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Setting Up a Home Recording Studio

By: Tracy Whitelaw - Updated: 1 Nov 2010 | comments*Discuss
 
Studio Audio Recording Music Recording

Whether you’re a novice musician or a professional recording artist, the idea of a home recording studio can be a dream you’ve always wanted. Having the ability to record your own music in the privacy of your own home and having the equipment there to play around with needn’t be as expensive as you may imagine. Setting up a home recording studio can be a fairly painless task if you know what you’re doing.

Location of Your Home Recording Studio

One of the first decisions when it comes to setting up your home recording studio is just where to put it. For many people, there’s little choice as there may only be one available space in their home. If you have a choice though, pick a room that is as neutral as possible. Recording your music should be an almost spiritual experience with little outside influence. Another important point to consider is your neighbours. There’s no point in going to the effort and expense of putting in a home recording studio only to realise it’s irritating your neighbours. If you live in a flat, you could end up causing quite a few problems without the proper sound proofing. Even in some houses, neighbours will be irritated if you’re playing your music too loud. Test your isolation by playing something through your speakers and going outside to see if you can hear it. If you can, you may suffer for it further down the line, so either check with your neighbours when is a good time to record, or get some high quality audio headphones to work with. If you want to play your music out loud, set up your studio in a room with carpet, never hardwood flooring, especially in a flat. If you do have wooden flooring, try adding rugs or if you can afford it, some acoustic foam. If you want to go all out, buy the acoustic foam for the walls also. This can cut down your noise significantly and stop any possible issues from complaining neighbours or even family!

Computer or No Computer?

Knowing how you want to do your audio recording in your home studio can be more difficult than you might realise. If you’re a complete beginner, you may be unsure about what type of equipment you actually need. The most basic place to start is to decide whether you want to record with a computer or with a device that is considered stand-alone like a digital multitrack. Many people who are just starting off are more comfortable with a computer and there are some fantastic computers out there for home recording.

One of the most accessible systems is the Apple Mac in its many varied forms. Dependent on your budget, you can buy either a desktop Mac or laptop. Many recording artists choose a laptop so they can record on the move also should they need to and the built in software known as Garageband is actually a great beginners piece of software for home recording and mixing. You can of course add to this by purchasing some of the other excellent software out there, but as a beginner it can be a good entry point. If you do get a computer, you want to look for one that has a few firewire interfaces and at least two mic inputs if possible. Also, the mandatory speaker and mic outputs are required and using some popular interfaces by companies like Presonus and M-Audio can be a good place to start. If you decide to use a multitrack, try and get your hands on an all-in-one digital recorder that can record around 16 tracks at the same time. If it has a CD recorder, this is also an advantage as you can burn your audio immediately and get it out there. Overall, it’s certainly a better idea to go the computer route if you can as it’s easy access, great user interface and generally better value for money.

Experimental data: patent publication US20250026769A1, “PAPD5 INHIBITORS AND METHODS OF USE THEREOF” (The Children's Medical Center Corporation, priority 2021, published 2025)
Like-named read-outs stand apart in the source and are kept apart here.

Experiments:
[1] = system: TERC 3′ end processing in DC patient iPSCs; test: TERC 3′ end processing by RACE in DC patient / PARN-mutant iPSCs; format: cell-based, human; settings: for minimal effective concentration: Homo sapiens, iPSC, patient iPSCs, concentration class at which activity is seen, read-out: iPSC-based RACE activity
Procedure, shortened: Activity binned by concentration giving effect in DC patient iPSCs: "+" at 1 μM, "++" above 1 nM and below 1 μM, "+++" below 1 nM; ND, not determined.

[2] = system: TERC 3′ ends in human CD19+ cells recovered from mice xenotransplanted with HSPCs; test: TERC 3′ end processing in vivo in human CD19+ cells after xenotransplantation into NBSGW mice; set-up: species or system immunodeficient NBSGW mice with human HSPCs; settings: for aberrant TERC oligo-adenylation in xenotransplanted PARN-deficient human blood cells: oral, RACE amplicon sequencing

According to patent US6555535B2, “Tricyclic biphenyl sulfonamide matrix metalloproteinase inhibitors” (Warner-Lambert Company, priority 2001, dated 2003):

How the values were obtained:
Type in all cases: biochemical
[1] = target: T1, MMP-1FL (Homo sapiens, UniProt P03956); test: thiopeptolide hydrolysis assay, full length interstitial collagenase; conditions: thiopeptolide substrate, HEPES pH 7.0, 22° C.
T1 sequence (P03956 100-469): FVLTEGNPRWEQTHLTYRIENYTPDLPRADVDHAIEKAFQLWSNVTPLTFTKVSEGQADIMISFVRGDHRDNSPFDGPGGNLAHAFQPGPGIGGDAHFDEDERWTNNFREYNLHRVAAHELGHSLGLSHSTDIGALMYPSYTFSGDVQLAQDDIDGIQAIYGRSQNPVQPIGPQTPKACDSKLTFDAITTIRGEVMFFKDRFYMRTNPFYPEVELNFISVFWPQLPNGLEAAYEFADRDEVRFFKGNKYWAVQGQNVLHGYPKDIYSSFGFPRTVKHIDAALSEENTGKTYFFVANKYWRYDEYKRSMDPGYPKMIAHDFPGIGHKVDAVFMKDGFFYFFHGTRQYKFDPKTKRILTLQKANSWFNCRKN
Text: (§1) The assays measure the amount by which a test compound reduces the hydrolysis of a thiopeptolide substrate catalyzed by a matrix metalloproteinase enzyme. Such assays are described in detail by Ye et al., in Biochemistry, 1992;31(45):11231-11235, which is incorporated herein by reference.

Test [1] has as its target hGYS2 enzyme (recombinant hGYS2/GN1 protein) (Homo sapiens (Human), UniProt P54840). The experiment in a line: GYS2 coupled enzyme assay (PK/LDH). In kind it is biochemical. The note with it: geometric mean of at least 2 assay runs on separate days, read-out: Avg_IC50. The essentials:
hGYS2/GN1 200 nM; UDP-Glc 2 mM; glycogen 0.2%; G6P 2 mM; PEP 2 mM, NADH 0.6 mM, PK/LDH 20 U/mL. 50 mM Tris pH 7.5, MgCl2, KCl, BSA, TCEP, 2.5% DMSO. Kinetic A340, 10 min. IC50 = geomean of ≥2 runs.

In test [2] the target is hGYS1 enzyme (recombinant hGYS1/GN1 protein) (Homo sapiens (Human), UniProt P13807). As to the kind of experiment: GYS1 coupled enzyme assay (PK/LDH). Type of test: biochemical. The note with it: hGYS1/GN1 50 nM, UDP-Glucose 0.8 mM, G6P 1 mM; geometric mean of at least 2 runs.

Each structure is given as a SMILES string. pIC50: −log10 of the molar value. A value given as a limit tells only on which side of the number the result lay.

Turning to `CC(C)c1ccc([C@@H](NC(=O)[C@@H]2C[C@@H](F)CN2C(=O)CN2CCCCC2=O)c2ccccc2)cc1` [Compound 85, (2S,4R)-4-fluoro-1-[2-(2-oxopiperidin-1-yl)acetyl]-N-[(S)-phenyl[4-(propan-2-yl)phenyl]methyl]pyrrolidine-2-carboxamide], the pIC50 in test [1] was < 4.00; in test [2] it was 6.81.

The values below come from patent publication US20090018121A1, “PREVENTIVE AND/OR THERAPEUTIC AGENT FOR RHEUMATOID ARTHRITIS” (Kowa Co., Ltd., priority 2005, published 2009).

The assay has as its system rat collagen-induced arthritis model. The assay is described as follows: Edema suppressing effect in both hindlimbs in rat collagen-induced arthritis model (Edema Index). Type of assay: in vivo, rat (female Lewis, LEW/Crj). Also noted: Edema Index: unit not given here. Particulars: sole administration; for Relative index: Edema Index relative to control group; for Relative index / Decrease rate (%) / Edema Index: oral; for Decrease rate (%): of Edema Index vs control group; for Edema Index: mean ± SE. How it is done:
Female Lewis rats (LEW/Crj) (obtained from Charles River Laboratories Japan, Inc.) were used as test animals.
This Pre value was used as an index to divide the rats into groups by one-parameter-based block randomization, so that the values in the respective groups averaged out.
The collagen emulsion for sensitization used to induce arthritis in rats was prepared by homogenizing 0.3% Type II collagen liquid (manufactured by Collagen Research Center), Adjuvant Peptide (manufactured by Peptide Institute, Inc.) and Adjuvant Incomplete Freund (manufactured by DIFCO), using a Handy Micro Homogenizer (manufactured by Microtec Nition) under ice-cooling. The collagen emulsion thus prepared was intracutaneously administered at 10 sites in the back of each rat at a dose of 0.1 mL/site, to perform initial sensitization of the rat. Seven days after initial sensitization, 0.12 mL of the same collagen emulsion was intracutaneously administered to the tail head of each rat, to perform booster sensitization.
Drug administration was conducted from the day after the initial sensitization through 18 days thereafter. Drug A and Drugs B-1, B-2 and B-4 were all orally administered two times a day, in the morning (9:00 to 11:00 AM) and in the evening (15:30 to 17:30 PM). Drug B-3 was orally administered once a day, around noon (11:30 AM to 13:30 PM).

Choosing the Right Audio Equipment

Once you’ve found which room you intend to put your studio into, have decided on going computer based or digital multitrack, then it’s time to buy all the fun accessories to make your studio really feel like home. One of the most important tools is choosing the best microphone that you can for your budget. Do your research on this and don’t scrimp on the expense. A great mic can make your recording sound professional and a cheaper alternative can really add an amateur feel to it. You can buy either a self-powered/USB mic if you want one of those or one that relies on an external interface. The speakers you choose are equally as important as the mic. There’s no point in having top of the range input devices if you aren’t going to hear them very well due to poor output devices. Go to your local audio specialist and test some of the speakers. Remember you want to be able to hear your creations in the best way possible, so spend here if you can. You can also add in a lot of bells and whistles, - expensive instruments, amps, software and more. It’s all about your budget ultimately, but getting the room set up and setting up your equipment means you’re already on your way. Remember, get to know the equipment you’ve bought. Read tutorials on it, play around with it and experiment – you just might be the next big thing!

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